The Quick Response Team, established under the Malaysian Communications and Multimedia Commission (MCMC), has been monitoring and verifying viral news related to Covid-19, with authorities opening 274 investigation papers on alleged fake news, as of November 2020. 

However, Suhakam warned that measures to combat fake news should not infringe upon the legitimate exercise of the right to freedom of expression, protected by the Federal Constitution of Malaysia and the Universal Declaration of Human Rights (UDHR).

“In the effort to suppress the creation and spread of fake news, it is important for the government to ensure that measures do not trample on the legitimate exercise of the right to freedom of expression that is protected by both Article 10 of the Federal Constitution of Malaysia and Article 19 of the UDHR). 

“As such, Suhakam underscores that the right to freedom of expression may be restricted but only as provided by law and strictly necessary and proportionate to achieve legitimate aims, including public health, public order, and morality,” the report noted.

Prior to the outbreak of Covid-19, Malaysia had already experienced restrictions on free speech and access to information, often enforced through censorship and criminal penalties under Section 233 of the Communications and Multimedia Act (CMA) 1998 (Act 588) and Section 505(b) of the Penal Code, Suhakam noted. 

The legality of Section 233 of the CMA has been questioned as it criminalises online speech even if it is intended to merely “annoy,” leading to its use against human rights defenders. Additionally, Section 505(b) of the Penal Code criminalises any statement, report, or rumour that is likely to cause public fear or alarm, or offend “public tranquillity.”

“Under this provision, the truth of the statement is deemed irrelevant, meaning that even accurate reporting may be considered offensive if it disturbs ‘public tranquillity.’

“Censorship and criminal sanctions have heightened the fear among the media, journalists and the public in enabling free flow of Covid-19 critical information,” Suhakam added.

Suhakam’s observations on freedom of speech and information during the Covid pandemic also included challenges, such as limited accessibility of information provided by the Ministry of Health (MOH) for vulnerable groups due to language barriers and lack of access to media and the internet. 

The human rights commission outlined a series of recommendations aimed at safeguarding freedom of speech and improving access to reliable information.

One of the key recommendations was for senior political leaders and influential figures to lead by example and refrain from engaging in disinformation campaigns, spreading misinformation, gender stereotyping, or promoting intolerance and hatred towards any national, racial, or religious groups, including migrants and refugees. 

“Influential figures responsible for the most dangerous forms of these expressions should be held accountable,” Suhakam stated.

To make reliable information on Covid-19 more accessible, the government should engage social influencers and community leaders. The importance of reaching vulnerable groups such as persons with disabilities (PWD), indigenous peoples, rural communities, migrant workers, and refugees, was emphasised.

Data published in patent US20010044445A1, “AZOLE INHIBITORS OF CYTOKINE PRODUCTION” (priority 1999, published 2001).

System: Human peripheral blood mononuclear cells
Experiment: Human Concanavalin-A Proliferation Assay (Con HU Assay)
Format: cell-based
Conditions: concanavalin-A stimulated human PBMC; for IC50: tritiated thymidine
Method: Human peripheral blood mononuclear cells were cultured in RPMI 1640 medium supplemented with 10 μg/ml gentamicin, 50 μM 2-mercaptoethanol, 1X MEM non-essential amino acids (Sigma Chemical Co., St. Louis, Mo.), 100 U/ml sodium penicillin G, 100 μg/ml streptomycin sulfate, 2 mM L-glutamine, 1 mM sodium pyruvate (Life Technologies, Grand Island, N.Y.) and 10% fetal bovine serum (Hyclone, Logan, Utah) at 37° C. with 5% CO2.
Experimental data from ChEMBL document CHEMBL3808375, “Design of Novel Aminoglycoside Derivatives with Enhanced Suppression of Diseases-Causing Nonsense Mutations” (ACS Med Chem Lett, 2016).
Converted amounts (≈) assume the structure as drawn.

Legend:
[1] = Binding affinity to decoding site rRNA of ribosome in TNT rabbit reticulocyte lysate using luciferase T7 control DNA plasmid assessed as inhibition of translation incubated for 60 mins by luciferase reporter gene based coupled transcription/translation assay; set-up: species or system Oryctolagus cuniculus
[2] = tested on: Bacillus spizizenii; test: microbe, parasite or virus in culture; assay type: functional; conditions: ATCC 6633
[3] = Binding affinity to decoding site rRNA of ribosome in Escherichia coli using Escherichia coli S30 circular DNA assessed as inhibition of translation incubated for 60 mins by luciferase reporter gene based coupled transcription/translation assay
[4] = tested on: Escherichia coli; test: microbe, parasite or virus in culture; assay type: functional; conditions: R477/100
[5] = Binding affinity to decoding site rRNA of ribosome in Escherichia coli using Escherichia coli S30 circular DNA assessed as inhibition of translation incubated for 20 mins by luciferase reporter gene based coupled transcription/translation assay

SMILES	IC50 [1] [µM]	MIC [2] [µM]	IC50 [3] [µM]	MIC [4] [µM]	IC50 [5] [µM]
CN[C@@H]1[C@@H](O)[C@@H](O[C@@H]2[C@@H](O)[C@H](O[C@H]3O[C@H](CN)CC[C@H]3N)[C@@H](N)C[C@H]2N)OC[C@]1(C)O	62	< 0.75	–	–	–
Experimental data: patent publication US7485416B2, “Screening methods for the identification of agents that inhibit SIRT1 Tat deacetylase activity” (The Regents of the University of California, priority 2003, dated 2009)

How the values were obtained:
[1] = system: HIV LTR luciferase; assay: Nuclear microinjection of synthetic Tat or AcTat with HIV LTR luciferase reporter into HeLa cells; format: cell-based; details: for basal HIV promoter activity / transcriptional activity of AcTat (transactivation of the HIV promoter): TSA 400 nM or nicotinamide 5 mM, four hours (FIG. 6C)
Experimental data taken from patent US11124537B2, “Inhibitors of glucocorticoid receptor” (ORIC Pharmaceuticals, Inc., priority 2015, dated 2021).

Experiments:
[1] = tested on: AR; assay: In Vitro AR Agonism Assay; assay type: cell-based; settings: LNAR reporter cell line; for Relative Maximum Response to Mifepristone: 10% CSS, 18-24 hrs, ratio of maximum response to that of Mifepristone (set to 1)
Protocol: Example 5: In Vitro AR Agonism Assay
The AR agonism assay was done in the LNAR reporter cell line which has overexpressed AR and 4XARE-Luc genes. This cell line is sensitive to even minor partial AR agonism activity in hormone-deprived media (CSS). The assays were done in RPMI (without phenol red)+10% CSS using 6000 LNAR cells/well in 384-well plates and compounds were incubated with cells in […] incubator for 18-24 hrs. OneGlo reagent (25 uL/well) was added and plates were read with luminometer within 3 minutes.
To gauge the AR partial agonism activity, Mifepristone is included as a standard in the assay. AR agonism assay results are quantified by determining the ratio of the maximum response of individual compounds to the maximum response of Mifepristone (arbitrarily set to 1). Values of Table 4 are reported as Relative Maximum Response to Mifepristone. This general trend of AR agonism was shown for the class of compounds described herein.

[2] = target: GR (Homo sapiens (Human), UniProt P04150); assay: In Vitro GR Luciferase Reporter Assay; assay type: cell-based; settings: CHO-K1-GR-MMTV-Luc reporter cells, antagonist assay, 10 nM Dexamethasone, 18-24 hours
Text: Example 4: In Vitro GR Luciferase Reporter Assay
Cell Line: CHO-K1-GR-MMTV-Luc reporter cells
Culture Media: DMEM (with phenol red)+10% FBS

The information should be tailored to address the specific needs of each community, considering factors such as native language, internet accessibility, and literacy levels.

Suhakam also called for legislative reforms to restore the balance between freedom of speech and restrictions imposed by existing laws. The government is urged to undertake overdue reforms by amending the Communications and Multimedia Act 1998 and repealing the Sedition Act 1948 (Act 15). The focus of these reforms should be on enacting clearly defined and proportionate laws that regulate expression. Restrictions should only be applied in limited and exceptional circumstances to achieve legitimate objectives.

The report further recommended the adoption of federal-level legislation on freedom of information. This recommendation follows the lead of state laws in Penang and Selangor and aims to ensure access to public information throughout Malaysia. 

“To this end, the Official Secrets Act 1972 (Act 88) and the Whistleblower Protection Act 2010 (Act 711) should also be amended and calls to reinstate the repealed Anti-Fake News Act 2018 (Act 803) should be resisted,” Suhakam stated.

Suhakam also suggested leveraging business and human rights to promote digital and media literacy, disseminate reliable information on Covid-19, combat hate speech, and address misinformation. The government is urged to collaborate with private social media and tech companies in these efforts.

“In turn, these private companies should work with the government to respect human rights under the UN Guiding Principles on Business and Human Rights,” the report read.

Suhakam’s 2020 report was tabled in the Dewan Rakyat last May 25. It is scheduled to be debated in the House next Tuesday.